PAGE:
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RAT 5
20th Oct 2007, 15:48
I read the recent thread on TCAS RA & GPWS conflicts. Enlightening, but no definitive answer. AS always, 10 pilots 10 opinions. I suspect that the trained reaction would takeover, i.e react to the RA and only realise afterwards about MSA. There's not too loong to think about an RA yes/no. I would not be surprised if there was an odour after such a rapid combination of life threatening scenarios.

May I ask another TCAS question:

Recently there was an ACAS11 bulletin N0.9. from Eurocontrol. There is a paragraph on page 3 discussing 'Degraded Performance'. This refers to the a/c. It implies that during an Emergency descent, and thus the a/c would not wish to respond to an RA climb, the TCAS should be set to TA only. Thus all avoidance will be done by other a/c. I've checked my curent SOP's and previous airline SOP's and none include setting TA only for an Emergency Descent.
The bulletin goes on to say that "the use of TA only mode is described in the following note that will included in the next version of ICAO PANS-OPS Doc. 8168 due in Nov 2007". Perhaps this is considered to become a new procedure and will take effect in 2008, hence nothing in SOP's to date.

Does anyone know more?

md-100
20th Oct 2007, 16:06
well, I guess I would keep the TCAS in TA/RA... and if a RA is fired.. I will execute it.. even if I had to stop or smooth the descent...
I prefer to breath 20 sec more of oxygen than not breathing anymore !!

we dont have any SOP on that.

ANd about selecting TA... well I dont know... I would like to hear "trafic trafic" as the last words in my life ( I ll prefer:: "honey honey.. you are the best!!":)!!!

md-100
20th Oct 2007, 16:10
correction!!
i would NOT NOT NOT like to hear "traffic traffic""

Willit Run
20th Oct 2007, 16:36
In many of our emergency procedures, we have an item that tells us to select TA only. For instance; engine out performance when heavy. I think it would be appropriate to select in most any real emergency. After all, you are in the midst of trying not to crash, why put added difficulty into the already bad day.

ok, let me have it!

411A
21st Oct 2007, 00:35
In many of our emergency procedures, we have an item that tells us to select TA only. For instance; engine out performance when heavy. I think it would be appropriate to select in most any real emergency. After all, you are in the midst of trying not to crash, why put added difficulty into the already bad day.

Absolutely correct, in my considered opinion.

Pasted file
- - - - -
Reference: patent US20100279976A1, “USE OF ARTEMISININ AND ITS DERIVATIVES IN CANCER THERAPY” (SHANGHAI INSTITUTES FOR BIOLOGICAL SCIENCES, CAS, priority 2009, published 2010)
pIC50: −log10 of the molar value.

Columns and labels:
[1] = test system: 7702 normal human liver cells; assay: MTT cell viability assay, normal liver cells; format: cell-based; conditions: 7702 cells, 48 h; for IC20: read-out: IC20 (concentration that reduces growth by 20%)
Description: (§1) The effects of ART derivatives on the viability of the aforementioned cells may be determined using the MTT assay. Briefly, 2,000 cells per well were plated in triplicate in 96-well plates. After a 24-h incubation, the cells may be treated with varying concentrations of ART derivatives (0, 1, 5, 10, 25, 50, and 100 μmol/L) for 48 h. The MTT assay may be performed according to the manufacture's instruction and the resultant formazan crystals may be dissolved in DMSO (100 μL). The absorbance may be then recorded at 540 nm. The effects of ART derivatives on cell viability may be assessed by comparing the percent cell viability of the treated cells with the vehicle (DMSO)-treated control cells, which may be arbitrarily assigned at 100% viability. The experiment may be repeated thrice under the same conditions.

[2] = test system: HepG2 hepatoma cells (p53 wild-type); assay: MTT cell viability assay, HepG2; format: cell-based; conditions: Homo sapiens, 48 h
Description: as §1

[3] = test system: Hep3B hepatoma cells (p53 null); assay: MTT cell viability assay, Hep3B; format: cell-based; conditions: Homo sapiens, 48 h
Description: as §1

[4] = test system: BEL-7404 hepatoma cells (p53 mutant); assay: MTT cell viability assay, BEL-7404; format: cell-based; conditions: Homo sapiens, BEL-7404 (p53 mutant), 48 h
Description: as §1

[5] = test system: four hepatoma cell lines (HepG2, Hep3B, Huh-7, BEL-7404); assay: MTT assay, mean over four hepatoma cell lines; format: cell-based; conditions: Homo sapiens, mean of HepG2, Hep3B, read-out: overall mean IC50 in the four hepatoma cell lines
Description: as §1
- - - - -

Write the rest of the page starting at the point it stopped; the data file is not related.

Far too may folks seem to 'rely' on TCAS as though it were infallable...sadly, sometimes it is not.
TCAS is simply another tool in the safety toolbox.

flyboyike
21st Oct 2007, 03:27
Interesting question there. TCAS isn't mentioned in any of our emer procedures. Perhaps it should be.

Denti
21st Oct 2007, 09:25
Interesting issue, i just re-checked our current SOP regarding emergency descent and it doesn't say to select TA ONLY, however we were told to just that during type rating oh so many years ago and were are still told to do so during our recurrent checks.

Of course the one engine out procedures tell you to switch to TA ONLY.

ATC Watcher
21st Oct 2007, 10:50
I will not ague the engine out procedures, ( the TA in there ,as I learned recently,was mostly to prevent " coordinated" climb RAs ) , but would like to go back to the original question : during an emergency descent :
From an ATC point of view :
After having witnessed many such events trained in the sim , with different airlines, and relating this to my own geographical area , I would advise a turn of 15 min max 30 degr ( to get you out of the traffic on the same track below ) squawking as soon as possible A7700 ( to warn all other ATC ( civil and/or military ) units below of what you are doing ) and finally keep the RA on, as, if this is happening near an point of convergence , ( FFM, SPI, or TRA to take some European examples ) you are most likely going to meet a lot of people on your way down. I believe also that with the rate you are going to descent , you are more likely going to get RAs like " monitor vertical speed" , of "Adjust vertical speed ", and the others will coordinate their RAs accordingly.
As someone else said earlier , better breathe O2 a few seconds more and keep on breathing in the end. .

Maude Charlee
21st Oct 2007, 12:28
I would have to agree about the likely RA that would be given in the emergency decent. At such a high rate of descent, I cannot believe that with 2 mode S equipped a/c, that the one performing the emergency decent would be given any resolution which involved anything more than an adjustment to the rate of descent, and certainly not a climb.

RAT 5
21st Oct 2007, 19:20
Thank you your replies, inlcuding ATC watcher. Remember this thread was triggered by an ACAS 11 memo from Eurocontrol and it seems to be proposing, even stating, that this will become the procedure in PANs OPS due to be published soon.

They lumped all a/c degraded performance scenarios together, only giving engine failure operations and emergency descent as 2 examples of applicable TA only operations. Thus, if it is adopted, then company SOP's will lag behind, naturally.

Regarding the turn off airways, we had been briefed that NATS expected an emergency descent straight ahead and let TCAS & ATC sort out the problem. I can just imagine the bells ringing, when 5 a/c all south bound from Scotland into the various London airports, all on // radar headings, and then 1 one the maggot on the screen suddenly storms off stage-right like a bowling ball on acid.

Anyway, we shall have to wait and see the outcome of Eurocontrol proposals.

We had also been advised that in less crowded free-fly European airspace a slight turn off the airway should be considerd. Either way the old 90 degrees peel off seems to have been binned.